A couple of months ago I did a post about my friend Joanna Siebert, and her daughter, Joanna Campbell. This delightful mother-daughter team had published a book, Taste and See: Experiences of God’s Goodness Through Stories, Poems, and Food. I had the pleasure of attending their book signing in Little Rock in October and meeting Joanna, the daughter. (I already knew Joanna the mother.)
Yesterday I asked Joanna S. for permission to reprint one of the stories from their book. I hope you enjoy “Christmas Eve Chocolate Communion” as much as I did. Joanna S. will be reading it on the local (Little Rock) NPR station at 7 p.m. on Christmas Eve. I’d love to hear it in her voice, but I’ll be in Denver. ENJOY, everyone!
Christmas Eve Chocolate Communion
By Joanna Seibert
The bare-footed tiny angels with their silver tinseled halos and shiny white gowns have all fluttered and twirled up and down St. Luke’s Episcopal Church aisles as “This is My Dancing Day” is played on the harp. As the Christmas Eve pageant progresses, theyoungest angels add in an extra two step dance back and forth between the steps to the altar where baby Jesus is resting and their parents’ pews. Next appear brown robed little shepherd boys processing down the center aisle to see the baby Jesus. The clank, clank of their shepherds’ staffs that look more like adult walking canes are almost in rhythm with the violinist playing “What Child Is This?” No live baby Jesus this year, just a doll, actually as our administrator named her, “Scary Doll.” Her mouth is wide open like a bird, and she is obviously a blue eyed girl doll well wrapped and lying in the traditional manger that has been used in so many other Christmas pageants before, by history, fifty-seven counting this year. Teenaged Mary and Joseph try to comfort and quiet the shepherds and angels as the story of Jesus’ nativity is read by older youth dressed in white choir robes. I-phones, flash photography, videos are in abundance as proud parents and grandparents search for their special shepherds and angels.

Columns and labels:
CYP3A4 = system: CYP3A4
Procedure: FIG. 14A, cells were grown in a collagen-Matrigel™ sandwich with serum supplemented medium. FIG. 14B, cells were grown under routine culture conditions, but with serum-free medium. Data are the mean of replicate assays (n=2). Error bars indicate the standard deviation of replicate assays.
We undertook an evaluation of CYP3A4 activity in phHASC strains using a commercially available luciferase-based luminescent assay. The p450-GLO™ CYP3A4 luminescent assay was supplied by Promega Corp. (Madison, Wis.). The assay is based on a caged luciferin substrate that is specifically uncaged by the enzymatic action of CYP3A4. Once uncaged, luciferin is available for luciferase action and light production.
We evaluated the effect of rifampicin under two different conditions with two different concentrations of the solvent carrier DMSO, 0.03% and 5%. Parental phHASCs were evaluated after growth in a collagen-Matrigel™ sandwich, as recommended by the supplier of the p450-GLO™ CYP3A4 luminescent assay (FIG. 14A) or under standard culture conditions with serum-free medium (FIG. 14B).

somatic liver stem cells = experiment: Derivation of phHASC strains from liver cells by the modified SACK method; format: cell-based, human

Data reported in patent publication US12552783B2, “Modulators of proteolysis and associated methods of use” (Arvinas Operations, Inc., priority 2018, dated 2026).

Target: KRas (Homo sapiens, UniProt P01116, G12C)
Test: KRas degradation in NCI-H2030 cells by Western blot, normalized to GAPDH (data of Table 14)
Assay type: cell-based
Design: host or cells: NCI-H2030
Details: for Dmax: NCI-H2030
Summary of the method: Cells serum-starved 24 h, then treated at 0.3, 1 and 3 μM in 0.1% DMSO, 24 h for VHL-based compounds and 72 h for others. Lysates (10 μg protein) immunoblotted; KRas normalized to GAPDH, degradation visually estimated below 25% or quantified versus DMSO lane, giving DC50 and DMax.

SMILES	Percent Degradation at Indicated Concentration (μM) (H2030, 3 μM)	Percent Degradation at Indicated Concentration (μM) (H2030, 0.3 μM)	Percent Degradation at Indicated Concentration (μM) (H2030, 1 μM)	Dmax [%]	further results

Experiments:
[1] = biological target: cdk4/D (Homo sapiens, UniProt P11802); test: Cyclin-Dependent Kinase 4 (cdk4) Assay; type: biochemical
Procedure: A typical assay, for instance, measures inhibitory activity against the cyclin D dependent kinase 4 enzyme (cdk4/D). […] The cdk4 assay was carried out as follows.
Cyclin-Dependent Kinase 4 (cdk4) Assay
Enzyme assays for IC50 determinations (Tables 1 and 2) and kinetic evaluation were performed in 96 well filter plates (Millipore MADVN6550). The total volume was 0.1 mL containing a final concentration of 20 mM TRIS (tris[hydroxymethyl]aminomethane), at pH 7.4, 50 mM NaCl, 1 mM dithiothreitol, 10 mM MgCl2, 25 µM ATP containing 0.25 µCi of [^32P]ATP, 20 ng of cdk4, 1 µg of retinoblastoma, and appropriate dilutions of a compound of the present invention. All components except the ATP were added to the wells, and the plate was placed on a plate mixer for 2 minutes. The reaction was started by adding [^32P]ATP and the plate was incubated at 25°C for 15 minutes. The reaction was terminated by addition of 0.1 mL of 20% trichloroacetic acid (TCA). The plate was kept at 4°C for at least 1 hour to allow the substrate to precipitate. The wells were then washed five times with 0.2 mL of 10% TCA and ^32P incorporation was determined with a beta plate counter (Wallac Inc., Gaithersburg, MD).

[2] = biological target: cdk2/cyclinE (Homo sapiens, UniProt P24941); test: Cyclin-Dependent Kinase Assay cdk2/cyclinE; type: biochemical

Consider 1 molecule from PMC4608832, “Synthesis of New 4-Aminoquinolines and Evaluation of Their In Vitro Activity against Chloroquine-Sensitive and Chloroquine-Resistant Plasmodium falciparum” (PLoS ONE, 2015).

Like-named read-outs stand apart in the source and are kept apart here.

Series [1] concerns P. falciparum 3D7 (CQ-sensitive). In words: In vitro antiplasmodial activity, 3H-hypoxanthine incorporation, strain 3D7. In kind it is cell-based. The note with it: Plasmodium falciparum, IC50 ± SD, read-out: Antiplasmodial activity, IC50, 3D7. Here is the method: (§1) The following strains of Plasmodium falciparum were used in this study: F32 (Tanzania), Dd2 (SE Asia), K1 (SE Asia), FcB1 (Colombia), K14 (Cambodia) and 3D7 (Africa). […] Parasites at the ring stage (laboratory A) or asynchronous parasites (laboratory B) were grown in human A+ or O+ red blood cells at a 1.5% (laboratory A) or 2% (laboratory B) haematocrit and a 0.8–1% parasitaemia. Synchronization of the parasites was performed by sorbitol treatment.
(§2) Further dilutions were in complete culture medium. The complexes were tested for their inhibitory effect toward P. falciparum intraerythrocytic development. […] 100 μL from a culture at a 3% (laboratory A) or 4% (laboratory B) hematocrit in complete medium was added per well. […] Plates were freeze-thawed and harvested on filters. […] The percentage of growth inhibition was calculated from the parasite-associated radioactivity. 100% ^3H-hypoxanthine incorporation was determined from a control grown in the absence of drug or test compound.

Max sweetly sings unaccompanied the last verse of “Once in Royal David’s City” as the pageant ends, and our rector goes and sits with the children on the chancel steps. He pulls out a tray of chocolate pieces. He passes the tray around and asks each child, “What does the chocolate candy look like?”
“Square, dark brown, “ words are heard.
“Does anyone know where chocolate comes from?”
“The candy store,” is the best answer.
Carey then tells them that the rough leathery rinds of the tropically grown cocoa beans are removed, and the beans are then fermented, roasted and ground until they liquefy into what is called cocoa butter and cocoa solid. He then reads the long list of ingredients in the Christmas candy written in small print on the bottom of the chocolate bar’s gold tin container, “sugar, milk cocoa butter, chocolate, soy lecithin, vanillin, and artificial flavor.” He asks, “Do any of you know what chocolate is like by learning about its ingredients, what stuff is in it, where it came from, or where it was made?” Heads nod “No”. “Yes, only by experiencing chocolate, by eating it, do we know what chocolate really is. ”All of the children eagerly agree with him, and each then receives a generous piece of dark imported chocolate. I hear several “Yumms” and “more”. Carey then asks the children, “Is eating rich chocolate similar to the story of Jesus’ being born into the world? We can learn about God in books, in pictures, in writings, even hear about God from other people, but only when we experience God ourselves, do we really know God.”
I look into the children’s faces and see that the children truly do understand what he is saying, because God is there with them, in them. He’s in their eyes, and he’s in their smiles. And as I look around at the rest of the congregation I see that, indeed, he is there in all of us.
Christmas is God’s offer to each of us to experience in the flesh and taste and see that God is good.